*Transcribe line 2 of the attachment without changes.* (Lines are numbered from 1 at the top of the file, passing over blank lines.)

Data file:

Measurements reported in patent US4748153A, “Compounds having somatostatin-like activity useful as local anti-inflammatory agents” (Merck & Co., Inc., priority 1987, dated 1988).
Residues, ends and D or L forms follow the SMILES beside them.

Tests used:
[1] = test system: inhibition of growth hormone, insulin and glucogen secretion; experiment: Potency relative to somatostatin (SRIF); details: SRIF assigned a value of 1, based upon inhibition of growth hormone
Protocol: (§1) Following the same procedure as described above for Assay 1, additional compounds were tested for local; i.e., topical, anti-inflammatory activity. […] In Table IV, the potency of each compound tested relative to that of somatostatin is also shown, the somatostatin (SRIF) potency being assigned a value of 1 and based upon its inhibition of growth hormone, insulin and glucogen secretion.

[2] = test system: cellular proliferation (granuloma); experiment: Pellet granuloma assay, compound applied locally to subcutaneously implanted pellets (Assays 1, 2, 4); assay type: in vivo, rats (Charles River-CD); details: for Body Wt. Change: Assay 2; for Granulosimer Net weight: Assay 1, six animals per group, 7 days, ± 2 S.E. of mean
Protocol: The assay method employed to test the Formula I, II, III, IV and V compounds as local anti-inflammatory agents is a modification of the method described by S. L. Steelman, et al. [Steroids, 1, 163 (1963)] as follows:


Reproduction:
Residues, ends and D or L forms follow the SMILES beside them.